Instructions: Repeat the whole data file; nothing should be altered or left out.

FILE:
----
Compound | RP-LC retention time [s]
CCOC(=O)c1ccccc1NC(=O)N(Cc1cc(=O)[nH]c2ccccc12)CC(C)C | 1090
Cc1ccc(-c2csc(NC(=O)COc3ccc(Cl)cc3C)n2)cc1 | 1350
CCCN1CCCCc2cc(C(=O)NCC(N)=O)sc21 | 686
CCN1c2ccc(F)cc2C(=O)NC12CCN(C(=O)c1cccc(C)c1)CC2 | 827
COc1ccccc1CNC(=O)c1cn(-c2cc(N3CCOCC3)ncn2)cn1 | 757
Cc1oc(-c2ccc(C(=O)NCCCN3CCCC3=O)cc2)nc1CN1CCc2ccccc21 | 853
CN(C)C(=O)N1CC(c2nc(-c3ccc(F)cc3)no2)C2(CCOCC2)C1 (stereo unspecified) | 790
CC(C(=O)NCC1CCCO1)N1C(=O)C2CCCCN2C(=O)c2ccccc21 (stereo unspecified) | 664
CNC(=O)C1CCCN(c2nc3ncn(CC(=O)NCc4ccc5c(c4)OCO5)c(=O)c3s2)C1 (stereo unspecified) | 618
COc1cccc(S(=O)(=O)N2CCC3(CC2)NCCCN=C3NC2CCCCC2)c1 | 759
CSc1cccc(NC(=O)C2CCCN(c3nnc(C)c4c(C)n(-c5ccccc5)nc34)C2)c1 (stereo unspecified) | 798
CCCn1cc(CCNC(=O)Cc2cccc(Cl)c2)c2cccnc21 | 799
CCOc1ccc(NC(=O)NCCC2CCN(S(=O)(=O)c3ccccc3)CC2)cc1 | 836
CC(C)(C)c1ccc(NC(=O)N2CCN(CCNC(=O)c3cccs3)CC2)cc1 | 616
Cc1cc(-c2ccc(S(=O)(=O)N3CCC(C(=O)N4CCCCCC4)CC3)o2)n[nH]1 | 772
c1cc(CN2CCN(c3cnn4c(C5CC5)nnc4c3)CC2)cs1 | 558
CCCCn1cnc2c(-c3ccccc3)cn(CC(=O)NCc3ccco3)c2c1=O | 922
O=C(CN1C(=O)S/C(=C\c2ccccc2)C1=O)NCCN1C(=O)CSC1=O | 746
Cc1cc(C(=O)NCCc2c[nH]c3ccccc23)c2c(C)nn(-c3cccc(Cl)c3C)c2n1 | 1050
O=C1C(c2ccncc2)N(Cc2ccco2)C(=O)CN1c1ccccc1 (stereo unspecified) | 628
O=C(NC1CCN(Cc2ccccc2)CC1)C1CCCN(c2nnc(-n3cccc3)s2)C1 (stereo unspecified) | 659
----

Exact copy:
Compound | RP-LC retention time [s]
CCOC(=O)c1ccccc1NC(=O)N(Cc1cc(=O)[nH]c2ccccc12)CC(C)C | 1090
Cc1ccc(-c2csc(NC(=O)COc3ccc(Cl)cc3C)n2)cc1 | 1350
CCCN1CCCCc2cc(C(=O)NCC(N)=O)sc21 | 686
CCN1c2ccc(F)cc2C(=O)NC12CCN(C(=O)c1cccc(C)c1)CC2 | 827
COc1ccccc1CNC(=O)c1cn(-c2cc(N3CCOCC3)ncn2)cn1 | 757
Cc1oc(-c2ccc(C(=O)NCCCN3CCCC3=O)cc2)nc1CN1CCc2ccccc21 | 853
CN(C)C(=O)N1CC(c2nc(-c3ccc(F)cc3)no2)C2(CCOCC2)C1 (stereo unspecified) | 790
CC(C(=O)NCC1CCCO1)N1C(=O)C2CCCCN2C(=O)c2ccccc21 (stereo unspecified) | 664
CNC(=O)C1CCCN(c2nc3ncn(CC(=O)NCc4ccc5c(c4)OCO5)c(=O)c3s2)C1 (stereo unspecified) | 618
COc1cccc(S(=O)(=O)N2CCC3(CC2)NCCCN=C3NC2CCCCC2)c1 | 759
CSc1cccc(NC(=O)C2CCCN(c3nnc(C)c4c(C)n(-c5ccccc5)nc34)C2)c1 (stereo unspecified) | 798
CCCn1cc(CCNC(=O)Cc2cccc(Cl)c2)c2cccnc21 | 799
CCOc1ccc(NC(=O)NCCC2CCN(S(=O)(=O)c3ccccc3)CC2)cc1 | 836
CC(C)(C)c1ccc(NC(=O)N2CCN(CCNC(=O)c3cccs3)CC2)cc1 | 616
Cc1cc(-c2ccc(S(=O)(=O)N3CCC(C(=O)N4CCCCCC4)CC3)o2)n[nH]1 | 772
c1cc(CN2CCN(c3cnn4c(C5CC5)nnc4c3)CC2)cs1 | 558
CCCCn1cnc2c(-c3ccccc3)cn(CC(=O)NCc3ccco3)c2c1=O | 922
O=C(CN1C(=O)S/C(=C\c2ccccc2)C1=O)NCCN1C(=O)CSC1=O | 746
Cc1cc(C(=O)NCCc2c[nH]c3ccccc23)c2c(C)nn(-c3cccc(Cl)c3C)c2n1 | 1050
O=C1C(c2ccncc2)N(Cc2ccco2)C(=O)CN1c1ccccc1 (stereo unspecified) | 628
O=C(NC1CCN(Cc2ccccc2)CC1)C1CCCN(c2nnc(-n3cccc3)s2)C1 (stereo unspecified) | 659